Written and submitted from the Holiday Inn Express Southampton, using my Vodafone 3G network card.

18 comments

  1. Andy Armstrong

    I’m working on a personal mapping product for the Mac (and possibly
    Linux) which will need O/S mapping and data to be valuable – but I’ve
    temporarily switched my efforts to other projects because

    a) the current O/S licensing process seems to be fairly heavy duty for a
    sole trader to navigate through and

    b) I’m optimistic that sometime in the near future O/S’s licensing may
    change to make it easier to release a product that fetches data over
    the ‘net with that data being paid for directly for the user.

    While I’m generally comforted by the direction you’re taking can you say
    anything more specific that will encourage me (and others like me) to
    return to my mapping project?

  2. GeoMullah

    Good post, Ed. I’m trying to jump start the 2.0 culture in my organization too and it’s like sailing the world’s largest heap of junk without a rudder.

    I like how OS operates and the way you lay out the trust factor in your post is key. Even though you’re a national mapping agency, users and buyers not only need to trust the data they get from you, but they need to trust your service. It’s just good customer service that OS needs, not a mystery customer desk in the basement of OS.

    I would also like to note that OS should accept the fact that citizens want to participate and try to figure out how to work with the Community Atlases, like OpenStreetMap and others, to combine the best aspects of 2.0 for the benefit of the community at large. It’s something I would like to do with my information, but the folks at the top aren’t ready for it yet. Still, I think the concept of open sourcing your information and accepting the information of citizens, to an extent, is viable and will raise support for OS 2.0.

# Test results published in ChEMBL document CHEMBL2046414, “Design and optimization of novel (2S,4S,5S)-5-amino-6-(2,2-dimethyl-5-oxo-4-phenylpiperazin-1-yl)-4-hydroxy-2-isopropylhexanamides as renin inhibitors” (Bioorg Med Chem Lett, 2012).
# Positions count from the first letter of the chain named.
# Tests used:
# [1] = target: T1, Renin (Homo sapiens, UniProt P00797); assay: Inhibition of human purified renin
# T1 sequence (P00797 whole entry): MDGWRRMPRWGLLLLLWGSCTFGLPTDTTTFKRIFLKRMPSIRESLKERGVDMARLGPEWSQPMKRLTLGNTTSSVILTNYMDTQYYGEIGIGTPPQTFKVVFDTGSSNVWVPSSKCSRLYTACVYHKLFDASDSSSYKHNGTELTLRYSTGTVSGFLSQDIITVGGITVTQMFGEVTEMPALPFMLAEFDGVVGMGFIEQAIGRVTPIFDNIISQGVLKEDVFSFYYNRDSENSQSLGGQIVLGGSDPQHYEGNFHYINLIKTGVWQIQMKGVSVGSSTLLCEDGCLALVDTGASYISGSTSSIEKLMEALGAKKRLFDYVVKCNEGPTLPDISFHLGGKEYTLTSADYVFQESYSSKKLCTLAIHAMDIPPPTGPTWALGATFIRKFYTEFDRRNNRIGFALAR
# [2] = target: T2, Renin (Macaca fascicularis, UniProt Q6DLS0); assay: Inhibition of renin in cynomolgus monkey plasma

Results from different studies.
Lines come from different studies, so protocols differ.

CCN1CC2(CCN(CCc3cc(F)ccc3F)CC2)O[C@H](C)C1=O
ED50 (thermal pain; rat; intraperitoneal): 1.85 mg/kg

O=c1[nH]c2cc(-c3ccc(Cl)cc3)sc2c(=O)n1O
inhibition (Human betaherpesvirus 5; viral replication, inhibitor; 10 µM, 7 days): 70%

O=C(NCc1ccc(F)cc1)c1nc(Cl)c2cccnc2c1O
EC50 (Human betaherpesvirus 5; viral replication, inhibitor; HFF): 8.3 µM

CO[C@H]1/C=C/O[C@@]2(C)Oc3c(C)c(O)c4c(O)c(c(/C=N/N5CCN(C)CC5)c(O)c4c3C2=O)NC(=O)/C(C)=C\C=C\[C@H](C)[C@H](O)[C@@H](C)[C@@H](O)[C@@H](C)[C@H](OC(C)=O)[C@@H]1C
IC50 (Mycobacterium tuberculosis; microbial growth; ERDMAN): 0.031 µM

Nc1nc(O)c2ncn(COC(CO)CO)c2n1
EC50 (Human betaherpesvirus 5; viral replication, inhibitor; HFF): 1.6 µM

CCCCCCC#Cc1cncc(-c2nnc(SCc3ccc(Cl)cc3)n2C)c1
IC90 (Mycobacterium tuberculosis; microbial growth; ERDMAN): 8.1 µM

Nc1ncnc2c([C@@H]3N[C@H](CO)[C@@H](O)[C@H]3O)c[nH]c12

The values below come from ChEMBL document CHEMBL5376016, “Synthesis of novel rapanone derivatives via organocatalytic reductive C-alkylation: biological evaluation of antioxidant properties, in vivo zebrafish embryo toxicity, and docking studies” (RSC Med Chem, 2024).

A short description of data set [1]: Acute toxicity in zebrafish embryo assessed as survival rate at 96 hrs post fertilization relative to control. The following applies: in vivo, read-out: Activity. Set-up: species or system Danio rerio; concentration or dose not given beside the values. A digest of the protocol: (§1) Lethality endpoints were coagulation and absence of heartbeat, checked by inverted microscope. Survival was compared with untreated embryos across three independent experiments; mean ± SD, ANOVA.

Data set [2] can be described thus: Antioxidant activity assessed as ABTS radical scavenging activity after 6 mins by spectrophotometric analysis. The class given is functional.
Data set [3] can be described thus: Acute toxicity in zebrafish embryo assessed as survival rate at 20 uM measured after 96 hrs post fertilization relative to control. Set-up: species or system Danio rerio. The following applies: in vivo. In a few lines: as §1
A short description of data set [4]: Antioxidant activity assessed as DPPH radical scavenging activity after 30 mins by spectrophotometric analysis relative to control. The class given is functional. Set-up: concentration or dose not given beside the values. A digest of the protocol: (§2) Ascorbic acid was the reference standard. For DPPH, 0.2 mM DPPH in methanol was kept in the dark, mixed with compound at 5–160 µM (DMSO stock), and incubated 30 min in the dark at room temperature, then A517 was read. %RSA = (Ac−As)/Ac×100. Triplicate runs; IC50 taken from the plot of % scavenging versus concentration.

I wish you well in your challenge, and I hope you succeed.

    GM

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  4. Ross

    “and in particular, reduces innovative uses of geospatial data.”

    Being in the same sort of boat (and on the same platform as commenter #1, I have to agree with this statement, but I am glad that you are taking steps to at least make some more data available for limited use for limited cost. I still don’t know where this leaves a startup with limited funding (apart from playing with US data which is nearly all open and free), or research projects.

    OS obviously has academic licenses, but without being a part of an existing University/School I can’t get this data (at a reasonable price) for small research projects.

    All that said though, I like your plan – it is a start šŸ™‚ Good luck.

  5. Gary

    I guess we’re lucky that the idea for the geograph project didn’t take shape five years sooner šŸ™‚ But seriously, thank you (OS) for agreeing to support the project. It will become a far better educational resource thanks to your help.

  6. Ed

    Gary,

    Ok point taken… but geograph is just the innovative type of application we need. The “sense of place” provided by a image of a location is very powerful, and something we are only slowly beginning to understand.

    Sorry I missed you last week..

    ed

  7. Andy

    Does this represent a culture change in the OS?

    As a customer, I always get the impression that the OS sales reps are
    trying to sell us data that we ethier don’t need, does not meet our requirements, or is less expensive to capture ourselves.

    Using this approach you would get instant feedback.

  8. Raj

    Great idea! Look no further than Oracle for precedent. Last time I looked you could download and use all their software for free for evaluation. They trust that once you deploy commercially you’ll write the check.

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  10. Simon Doyle

    “Let users discover the value in OS data by actually deploying it, and if the value is there, they will pay for it later.”